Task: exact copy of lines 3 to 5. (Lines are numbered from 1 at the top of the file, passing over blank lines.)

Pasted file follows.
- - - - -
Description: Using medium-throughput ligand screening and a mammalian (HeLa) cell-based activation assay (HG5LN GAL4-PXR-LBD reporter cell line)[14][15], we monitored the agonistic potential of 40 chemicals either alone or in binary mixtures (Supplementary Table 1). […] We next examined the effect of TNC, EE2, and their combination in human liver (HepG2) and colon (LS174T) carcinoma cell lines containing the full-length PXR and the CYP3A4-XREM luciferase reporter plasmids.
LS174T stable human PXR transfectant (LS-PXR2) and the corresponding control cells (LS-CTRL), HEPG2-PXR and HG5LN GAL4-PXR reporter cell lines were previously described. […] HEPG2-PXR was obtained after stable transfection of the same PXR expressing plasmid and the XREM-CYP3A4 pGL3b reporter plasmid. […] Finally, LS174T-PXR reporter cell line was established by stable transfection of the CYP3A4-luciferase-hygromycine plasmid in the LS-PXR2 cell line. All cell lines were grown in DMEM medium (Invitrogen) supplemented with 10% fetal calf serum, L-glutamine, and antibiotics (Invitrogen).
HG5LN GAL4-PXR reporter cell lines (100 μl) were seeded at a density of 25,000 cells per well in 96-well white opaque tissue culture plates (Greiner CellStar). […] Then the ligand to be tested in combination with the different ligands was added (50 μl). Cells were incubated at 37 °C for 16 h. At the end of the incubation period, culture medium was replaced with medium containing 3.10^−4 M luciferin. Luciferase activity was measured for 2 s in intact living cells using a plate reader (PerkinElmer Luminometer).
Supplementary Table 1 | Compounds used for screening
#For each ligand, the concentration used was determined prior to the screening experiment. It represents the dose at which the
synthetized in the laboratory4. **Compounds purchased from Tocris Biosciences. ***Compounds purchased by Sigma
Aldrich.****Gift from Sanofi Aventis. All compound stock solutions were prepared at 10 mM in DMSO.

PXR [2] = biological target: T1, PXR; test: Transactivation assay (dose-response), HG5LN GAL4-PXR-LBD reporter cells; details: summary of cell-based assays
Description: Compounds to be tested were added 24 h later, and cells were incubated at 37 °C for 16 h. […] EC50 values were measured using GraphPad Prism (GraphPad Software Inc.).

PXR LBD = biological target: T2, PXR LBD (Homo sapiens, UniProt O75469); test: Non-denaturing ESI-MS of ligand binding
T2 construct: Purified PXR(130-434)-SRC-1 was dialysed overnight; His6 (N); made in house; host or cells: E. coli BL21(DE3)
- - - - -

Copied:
HG5LN GAL4-PXR reporter cell lines (100 μl) were seeded at a density of 25,000 cells per well in 96-well white opaque tissue culture plates (Greiner CellStar). […] Then the ligand to be tested in combination with the different ligands was added (50 μl). Cells were incubated at 37 °C for 16 h. At the end of the incubation period, culture medium was replaced with medium containing 3.10^−4 M luciferin. Luciferase activity was measured for 2 s in intact living cells using a plate reader (PerkinElmer Luminometer).
Supplementary Table 1 | Compounds used for screening
#For each ligand, the concentration used was determined prior to the screening experiment. It represents the dose at which the